Anyway, this blog has begun to chronicle a kind of change in attitudes in the past year or two.  I have actually begun to experiment more with stews and braises.  I find these types of recipes enormously fun to play with and as warm and satisfying as they are purported to be.

Obviously I braise a lot of chicken, so today's recipe will be a braised chicken.  I learned the secret to making my husband be more receptive to braised chicken recipes.  When I make chicken I prefer to use bone-in, skin-on chicken pieces (although I like skinless, boneless thighs when I need to cook something quickly).  I like them because they are flavorful and more succulent than boneless, skinless varieties.  Sir Pickypants doesn't like fussing with bones.  He doesn't like having to work too hard for his food.  When he was less than enthused about my coq au vin, his main complaint was that he had this giant, messy chicken breast to contend with.  It was too much work to cut around the bones.  (He's not a pick-it-up-and-stick-your-face-on-it type.)

I solve the problem quite easily now.  I just cut the breast meat, skin and all, off the bone before cooking.  It's easier for him to eat, but the flavor is still there.  It also takes a bit less time to cook.  The bones go into the freezer for future use in stock.  It's a win-win situation.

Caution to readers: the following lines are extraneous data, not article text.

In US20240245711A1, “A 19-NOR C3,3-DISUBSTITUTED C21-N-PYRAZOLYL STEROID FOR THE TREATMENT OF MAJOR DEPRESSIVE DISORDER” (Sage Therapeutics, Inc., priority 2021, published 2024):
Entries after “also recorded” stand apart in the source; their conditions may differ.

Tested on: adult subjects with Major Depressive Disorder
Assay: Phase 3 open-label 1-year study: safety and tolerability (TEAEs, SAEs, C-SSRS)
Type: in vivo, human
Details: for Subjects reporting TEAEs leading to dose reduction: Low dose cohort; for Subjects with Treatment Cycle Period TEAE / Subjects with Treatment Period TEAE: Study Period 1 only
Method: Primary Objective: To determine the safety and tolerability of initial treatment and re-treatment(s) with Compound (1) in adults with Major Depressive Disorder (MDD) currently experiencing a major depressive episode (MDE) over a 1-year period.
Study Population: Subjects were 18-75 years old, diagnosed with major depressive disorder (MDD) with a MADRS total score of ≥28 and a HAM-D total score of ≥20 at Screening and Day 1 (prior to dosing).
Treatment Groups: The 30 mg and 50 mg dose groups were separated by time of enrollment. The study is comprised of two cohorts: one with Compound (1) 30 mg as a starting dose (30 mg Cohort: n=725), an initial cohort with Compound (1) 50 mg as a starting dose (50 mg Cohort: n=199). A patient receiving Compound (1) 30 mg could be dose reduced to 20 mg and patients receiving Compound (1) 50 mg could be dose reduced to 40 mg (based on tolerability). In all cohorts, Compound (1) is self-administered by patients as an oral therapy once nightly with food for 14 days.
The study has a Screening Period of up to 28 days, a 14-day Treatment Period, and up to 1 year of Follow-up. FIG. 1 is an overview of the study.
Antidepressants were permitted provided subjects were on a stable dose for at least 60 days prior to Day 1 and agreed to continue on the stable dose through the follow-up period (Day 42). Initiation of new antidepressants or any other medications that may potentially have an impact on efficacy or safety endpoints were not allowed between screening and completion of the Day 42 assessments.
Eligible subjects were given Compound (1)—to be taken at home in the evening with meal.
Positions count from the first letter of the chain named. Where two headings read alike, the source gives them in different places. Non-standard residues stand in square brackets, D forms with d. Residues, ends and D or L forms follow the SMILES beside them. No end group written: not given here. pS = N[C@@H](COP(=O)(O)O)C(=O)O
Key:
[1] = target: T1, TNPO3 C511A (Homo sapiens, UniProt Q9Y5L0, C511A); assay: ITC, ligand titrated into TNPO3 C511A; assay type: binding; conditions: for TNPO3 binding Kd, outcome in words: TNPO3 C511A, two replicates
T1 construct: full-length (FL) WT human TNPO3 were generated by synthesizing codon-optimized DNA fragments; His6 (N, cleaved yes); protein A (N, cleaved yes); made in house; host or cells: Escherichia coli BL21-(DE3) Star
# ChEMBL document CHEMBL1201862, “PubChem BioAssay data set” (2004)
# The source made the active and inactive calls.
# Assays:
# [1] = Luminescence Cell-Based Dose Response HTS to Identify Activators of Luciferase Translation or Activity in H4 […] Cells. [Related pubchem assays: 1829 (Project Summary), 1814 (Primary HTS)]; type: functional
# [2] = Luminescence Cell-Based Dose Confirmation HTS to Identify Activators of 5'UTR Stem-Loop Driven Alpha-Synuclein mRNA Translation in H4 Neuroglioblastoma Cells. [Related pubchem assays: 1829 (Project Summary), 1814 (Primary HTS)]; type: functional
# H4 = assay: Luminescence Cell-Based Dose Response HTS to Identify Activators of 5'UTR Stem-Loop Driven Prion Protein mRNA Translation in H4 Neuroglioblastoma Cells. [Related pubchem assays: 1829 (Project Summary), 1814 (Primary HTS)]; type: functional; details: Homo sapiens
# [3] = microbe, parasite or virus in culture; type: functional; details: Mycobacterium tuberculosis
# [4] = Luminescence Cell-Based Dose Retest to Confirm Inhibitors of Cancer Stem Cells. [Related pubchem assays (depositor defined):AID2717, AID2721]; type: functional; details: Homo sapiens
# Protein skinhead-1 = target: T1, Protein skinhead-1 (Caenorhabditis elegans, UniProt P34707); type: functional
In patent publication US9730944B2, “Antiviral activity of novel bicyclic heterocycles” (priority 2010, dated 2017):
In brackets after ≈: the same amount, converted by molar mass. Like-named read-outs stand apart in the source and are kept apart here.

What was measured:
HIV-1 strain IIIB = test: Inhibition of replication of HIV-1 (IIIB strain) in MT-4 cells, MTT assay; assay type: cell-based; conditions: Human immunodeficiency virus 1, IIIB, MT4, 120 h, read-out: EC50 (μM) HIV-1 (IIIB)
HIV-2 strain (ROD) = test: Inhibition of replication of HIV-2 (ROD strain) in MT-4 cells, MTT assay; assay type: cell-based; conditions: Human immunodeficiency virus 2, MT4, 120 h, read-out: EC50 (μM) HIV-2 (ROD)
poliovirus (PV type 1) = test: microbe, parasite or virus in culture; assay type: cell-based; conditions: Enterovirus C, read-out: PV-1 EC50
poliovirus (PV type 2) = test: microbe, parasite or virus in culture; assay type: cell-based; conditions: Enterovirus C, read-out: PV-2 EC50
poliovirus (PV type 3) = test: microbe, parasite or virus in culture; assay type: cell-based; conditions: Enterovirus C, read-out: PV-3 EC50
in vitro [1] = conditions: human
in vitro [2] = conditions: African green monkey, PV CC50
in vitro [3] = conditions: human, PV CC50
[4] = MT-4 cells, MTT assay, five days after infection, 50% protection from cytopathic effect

Even before the attempt at coq au vin I made an attempt at mole verde sauce.  I invented a recipe after cobbling together a few ideas I saw on the internet.  It involved toasting and grinding seeds of all sorts and long slow cooking and more effort than it was worth considering it was another dish Sir Pickypants poo pooed.  I really liked it, but I never saved my recipe for it.  I decided there wasn't much point.

I've been craving something slow-cooked and fragrant with sweet spice lately. Now that I learned the secret to making my husband like whole chicken pieces, I have decided to try a mole sauce again.  This is a more straight-up version than the green one I made previously.  It still a ridiculous amount of effort as well, but it's so perfect on a winter night.